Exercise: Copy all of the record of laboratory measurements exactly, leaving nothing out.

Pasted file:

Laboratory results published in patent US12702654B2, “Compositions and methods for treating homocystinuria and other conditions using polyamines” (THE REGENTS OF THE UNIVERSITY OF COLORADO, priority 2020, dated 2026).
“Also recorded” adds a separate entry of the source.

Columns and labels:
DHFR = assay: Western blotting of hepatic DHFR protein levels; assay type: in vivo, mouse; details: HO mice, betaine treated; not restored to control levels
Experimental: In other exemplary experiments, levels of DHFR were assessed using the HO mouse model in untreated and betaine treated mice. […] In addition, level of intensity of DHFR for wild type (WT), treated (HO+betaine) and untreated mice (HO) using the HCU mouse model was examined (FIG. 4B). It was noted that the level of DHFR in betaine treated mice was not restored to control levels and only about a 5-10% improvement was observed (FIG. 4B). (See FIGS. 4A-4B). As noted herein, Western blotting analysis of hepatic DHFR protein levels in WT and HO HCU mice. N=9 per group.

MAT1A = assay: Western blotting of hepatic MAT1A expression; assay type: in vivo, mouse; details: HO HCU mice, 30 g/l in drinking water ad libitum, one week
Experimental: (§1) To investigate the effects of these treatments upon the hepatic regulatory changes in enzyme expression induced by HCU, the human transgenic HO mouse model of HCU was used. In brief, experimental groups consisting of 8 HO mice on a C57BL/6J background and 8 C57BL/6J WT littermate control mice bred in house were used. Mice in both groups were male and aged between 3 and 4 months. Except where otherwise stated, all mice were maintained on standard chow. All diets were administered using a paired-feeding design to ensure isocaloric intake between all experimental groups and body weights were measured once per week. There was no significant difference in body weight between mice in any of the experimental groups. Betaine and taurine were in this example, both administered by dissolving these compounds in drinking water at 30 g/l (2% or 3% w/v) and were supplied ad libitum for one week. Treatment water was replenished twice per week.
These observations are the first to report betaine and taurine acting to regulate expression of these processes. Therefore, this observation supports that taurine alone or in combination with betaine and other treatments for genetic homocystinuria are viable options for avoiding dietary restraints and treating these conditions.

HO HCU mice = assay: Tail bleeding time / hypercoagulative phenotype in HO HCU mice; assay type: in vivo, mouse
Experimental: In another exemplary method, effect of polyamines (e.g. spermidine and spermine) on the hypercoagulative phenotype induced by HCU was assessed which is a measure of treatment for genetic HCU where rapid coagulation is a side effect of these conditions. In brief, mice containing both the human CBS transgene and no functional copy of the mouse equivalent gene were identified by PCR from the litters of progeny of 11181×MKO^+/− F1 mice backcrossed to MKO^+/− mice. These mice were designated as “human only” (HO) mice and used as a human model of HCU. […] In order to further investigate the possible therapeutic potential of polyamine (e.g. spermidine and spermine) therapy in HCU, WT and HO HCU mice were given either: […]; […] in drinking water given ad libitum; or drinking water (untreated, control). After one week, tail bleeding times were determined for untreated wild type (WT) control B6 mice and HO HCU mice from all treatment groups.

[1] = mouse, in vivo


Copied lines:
Laboratory results published in patent US12702654B2, “Compositions and methods for treating homocystinuria and other conditions using polyamines” (THE REGENTS OF THE UNIVERSITY OF COLORADO, priority 2020, dated 2026).
“Also recorded” adds a separate entry of the source.

Columns and labels:
DHFR = assay: Western blotting of hepatic DHFR protein levels; assay type: in vivo, mouse; details: HO mice, betaine treated; not restored to control levels
Experimental: In other exemplary experiments, levels of DHFR were assessed using the HO mouse model in untreated and betaine treated mice. […] In addition, level of intensity of DHFR for wild type (WT), treated (HO+betaine) and untreated mice (HO) using the HCU mouse model was examined (FIG. 4B). It was noted that the level of DHFR in betaine treated mice was not restored to control levels and only about a 5-10% improvement was observed (FIG. 4B). (See FIGS. 4A-4B). As noted herein, Western blotting analysis of hepatic DHFR protein levels in WT and HO HCU mice. N=9 per group.

MAT1A = assay: Western blotting of hepatic MAT1A expression; assay type: in vivo, mouse; details: HO HCU mice, 30 g/l in drinking water ad libitum, one week
Experimental: (§1) To investigate the effects of these treatments upon the hepatic regulatory changes in enzyme expression induced by HCU, the human transgenic HO mouse model of HCU was used. In brief, experimental groups consisting of 8 HO mice on a C57BL/6J background and 8 C57BL/6J WT littermate control mice bred in house were used. Mice in both groups were male and aged between 3 and 4 months. Except where otherwise stated, all mice were maintained on standard chow. All diets were administered using a paired-feeding design to ensure isocaloric intake between all experimental groups and body weights were measured once per week. There was no significant difference in body weight between mice in any of the experimental groups. Betaine and taurine were in this example, both administered by dissolving these compounds in drinking water at 30 g/l (2% or 3% w/v) and were supplied ad libitum for one week. Treatment water was replenished twice per week.
These observations are the first to report betaine and taurine acting to regulate expression of these processes. Therefore, this observation supports that taurine alone or in combination with betaine and other treatments for genetic homocystinuria are viable options for avoiding dietary restraints and treating these conditions.

HO HCU mice = assay: Tail bleeding time / hypercoagulative phenotype in HO HCU mice; assay type: in vivo, mouse
Experimental: In another exemplary method, effect of polyamines (e.g. spermidine and spermine) on the hypercoagulative phenotype induced by HCU was assessed which is a measure of treatment for genetic HCU where rapid coagulation is a side effect of these conditions. In brief, mice containing both the human CBS transgene and no functional copy of the mouse equivalent gene were identified by PCR from the litters of progeny of 11181×MKO^+/− F1 mice backcrossed to MKO^+/− mice. These mice were designated as “human only” (HO) mice and used as a human model of HCU. […] In order to further investigate the possible therapeutic potential of polyamine (e.g. spermidine and spermine) therapy in HCU, WT and HO HCU mice were given either: […]; […] in drinking water given ad libitum; or drinking water (untreated, control). After one week, tail bleeding times were determined for untreated wild type (WT) control B6 mice and HO HCU mice from all treatment groups.

[1] = mouse, in vivo